Search
The Culturist on Twitter
Tea with Culture


Podcast featuring discussions and interviews about the cultural happenings in the United Arab Emirates presented by Hind Mezaina (The Culturist) and Wael Hattar.

Archive-Category
« New York Diary: Maria Lassnig: New York Films 1970–1980 at MoMA PS1 | Main | New York Diary: Films watched at the cinema »
Sunday
Jun032018

New York Diary: Zoe Leonard: Survey at the Whitney Museum of American Art

Zoe Leonard (b. 1961), detail of You see I am here after all, 2008. 3,851 vintage postcards, 11 × 10 1/2 × 147 ft. (3.35 × 3.2 × 44.8 m) overall. Installation view, Dia: Beacon, Beacon, New York, 2008. Collection of the artist; courtesy Galerie Gisela Capitain, Cologne. Photograph by Bill Jacobson, New York

Zoe Leonard: Survey at the Whitney Museum was an opportunity for me to see Leonard's work up close after only seeing her work online. It ranges from photography, found objects and sculptures, each asking the viewer to "reengage with how we see".  The exhibition was on from 2nd March - 10th June 2018. 
  

New York–based artist Zoe Leonard (b. 1961) is among the most critically acclaimed artists of her generation.  Over the past three decades, she has produced work in photography and sculpture that has been celebrated for its lyrical observations of daily life coupled with a rigorous, questioning attention to the politics and conditions of image making and display.           

Zoe Leonard: Survey is the first large-scale overview of the artist’s work in an American museum. The exhibition looks across Leonard’s career to highlight her engagement with a range of themes, including the history of photography, gender and sexuality, loss and mourning, migration, displacement, and the urban landscape.

More than it focuses on any particular subject, however, Leonard’s work slowly and reflectively calibrates vision and form. Using repetition, subtle changes of perspective, and shifts of scale, Leonard draws viewers into an awareness of the meanings behind otherwise familiar images or objects. A counter-example to the speed and disposability of image culture today, Leonard’s photographs, sculptures and installations ask the viewer to reengage with how we see.

 

Here are some of the works from the exhibition: 

Zoe Leonard (b. 1961)­, Untitled, 1989. Gelatin silver print, 9 3/4 x 7 in. (24.77 x 17.78 cm). Collection of the artist; courtesy Galerie Gisela Capitain, Cologne, and Hauser & Wirth, New York

Zoe Leonard (b. 1961), detail of The Fae Richards Photo Archive, 1993-96. Gelatin silver prints and chromogenic prints, dimensions variable. Whitney Museum of American Art, New York; purchase with funds from the Contemporary Painting and Sculpture Committee and the Photography Committee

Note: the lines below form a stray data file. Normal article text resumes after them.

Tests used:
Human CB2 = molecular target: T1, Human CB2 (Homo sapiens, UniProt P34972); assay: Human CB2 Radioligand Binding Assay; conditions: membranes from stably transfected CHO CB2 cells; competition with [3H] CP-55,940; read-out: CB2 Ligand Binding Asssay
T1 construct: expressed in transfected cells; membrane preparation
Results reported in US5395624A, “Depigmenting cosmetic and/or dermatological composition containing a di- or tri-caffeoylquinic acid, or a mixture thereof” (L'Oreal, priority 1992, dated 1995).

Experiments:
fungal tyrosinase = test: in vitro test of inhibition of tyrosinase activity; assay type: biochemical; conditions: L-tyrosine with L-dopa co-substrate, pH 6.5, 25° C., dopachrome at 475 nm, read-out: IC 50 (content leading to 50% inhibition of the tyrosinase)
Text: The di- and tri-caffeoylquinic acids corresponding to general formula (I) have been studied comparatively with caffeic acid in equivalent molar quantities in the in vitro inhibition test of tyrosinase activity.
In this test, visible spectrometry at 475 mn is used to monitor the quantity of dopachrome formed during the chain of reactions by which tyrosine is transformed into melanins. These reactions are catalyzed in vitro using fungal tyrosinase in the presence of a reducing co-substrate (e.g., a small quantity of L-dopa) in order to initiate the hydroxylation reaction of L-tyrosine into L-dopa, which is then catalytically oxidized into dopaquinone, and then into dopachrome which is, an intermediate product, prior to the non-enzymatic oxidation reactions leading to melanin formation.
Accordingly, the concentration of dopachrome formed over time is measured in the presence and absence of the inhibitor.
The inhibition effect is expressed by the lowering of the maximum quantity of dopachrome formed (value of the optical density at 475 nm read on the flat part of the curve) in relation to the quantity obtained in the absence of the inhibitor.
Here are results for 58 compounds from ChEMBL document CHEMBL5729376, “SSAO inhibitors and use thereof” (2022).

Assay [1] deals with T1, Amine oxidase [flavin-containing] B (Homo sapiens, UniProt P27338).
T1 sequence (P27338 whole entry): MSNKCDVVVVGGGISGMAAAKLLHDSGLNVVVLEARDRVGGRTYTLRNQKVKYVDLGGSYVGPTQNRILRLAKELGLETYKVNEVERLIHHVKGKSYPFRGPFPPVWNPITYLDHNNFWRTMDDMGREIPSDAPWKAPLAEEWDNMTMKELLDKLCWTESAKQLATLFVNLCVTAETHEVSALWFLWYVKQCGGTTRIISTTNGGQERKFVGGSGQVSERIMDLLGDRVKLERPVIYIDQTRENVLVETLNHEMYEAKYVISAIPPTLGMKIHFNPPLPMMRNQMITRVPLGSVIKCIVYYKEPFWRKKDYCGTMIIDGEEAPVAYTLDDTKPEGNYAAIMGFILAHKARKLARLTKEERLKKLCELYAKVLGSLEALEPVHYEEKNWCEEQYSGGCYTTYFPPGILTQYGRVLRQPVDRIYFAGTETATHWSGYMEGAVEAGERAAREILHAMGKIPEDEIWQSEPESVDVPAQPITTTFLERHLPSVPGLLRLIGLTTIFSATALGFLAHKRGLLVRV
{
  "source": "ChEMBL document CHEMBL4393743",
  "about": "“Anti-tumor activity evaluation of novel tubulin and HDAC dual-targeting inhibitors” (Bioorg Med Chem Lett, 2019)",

nstallation view of Zoe Leonard (b. 1961), You see I am here after all, 2008. 3,851 vintage postcards, 11 × 10 1/2 × 147 ft. (3.35 × 3.2 × 44.8 m) overall. Dia: Beacon, Beacon, New York, 2008. Collection of the artist; courtesy Galerie Gisela Capitain, Cologne. Photograph by Bill Jacobson, New York

Zoe Leonard (b. 1961), TV Wheelbarrow, 2001. Dye transfer print, 20 × 16 in. (50.8 × 40.6 cm). Collection of the artist; courtesy Galerie Gisela Capitain, Cologne, and Hauser & Wirth, New York
Installation view of Zoe Leonard (b. 1961), Strange Fruit, 1992-97. Orange, banana, grapefruit, lemon, and avocado peels with thread, zippers, buttons, sinew, needles, plastic, wire, stickers, fabric, and trim wax, dimensions variable. Collection of the Philadelphia Museum of Art; purchased with funds contributed by the Dietrich Foundation and with the partial gift of the artist and the Paula Cooper Gallery, 1998. Image courtesy the Philadelphia Museum of Art. Photograph by Graydon Wood
Zoe Leonard (b. 1961)­, detail of New York Harbor I, 2016. Two gelatin silver prints, 21 × 17 1/8 in. (53.3 × 43.5 cm) each. Collection of the artist; courtesy Galerie Gisela Capitain, Cologne, and Hauser & Wirth, New York
Zoe Leonard (b. 1961), detail of How to Make Good Pictures, 2016. 429 books, 25 1/4 × 6 1/8 × 248 3/4 in. (64.1 × 15.6 × 631.8 cm) overall. Collection of the artist; courtesy Galerie Gisela Capitain, Cologne. Photograph by Simon Vogel

 

More Zoe Leonard from these recent talks at the museum: 

On the occasion of Zoe Leonard: Survey, the artist speaks with writer Rebecca Solnit about their shared interests and commitments ranging from the history of photography and landscapes of the natural and built environment, to feminism and the current political climate. 

 

This conversation between Zoe Leonard and critic Elisabeth Lebovici explores their intersecting practices and mutual histories, reflecting on the exhibition Zoe Leonard: Survey and Lebovici’s recent book, Ce que le sida m’a fait (What AIDS has done to me).  

  

 

Over five years, Zoe Leonard sewed together skins of fruit. Leonard chose not to preserve the resulting work, Strange Fruit (1992–1997), intending for its decay to be on view. It has not been seen publicly since 2001. On the occasion of the work's appearance at the Whitney, a range of voices will reflect on Strange Fruit and its multiple historical inflections, its relevance and resonance today, and its very specific material existence. Speakers include Gregg Bordowitz, Jonah Groeneboer, Katie Hubbard, Fred Moten, Christian Scheidemann and Cameron Rowland.

 


 

www.whitney.org/Exhibitions/ZoeLeonard

PrintView Printer Friendly Version

EmailEmail Article to Friend

Reader Comments

There are no comments for this journal entry. To create a new comment, use the form below.

PostPost a New Comment

Enter your information below to add a new comment.

My response is on my own website »
Author Email (optional):
Author URL (optional):
Post:
 
Some HTML allowed: <a href="" title=""> <abbr title=""> <acronym title=""> <b> <blockquote cite=""> <code> <em> <i> <strike> <strong>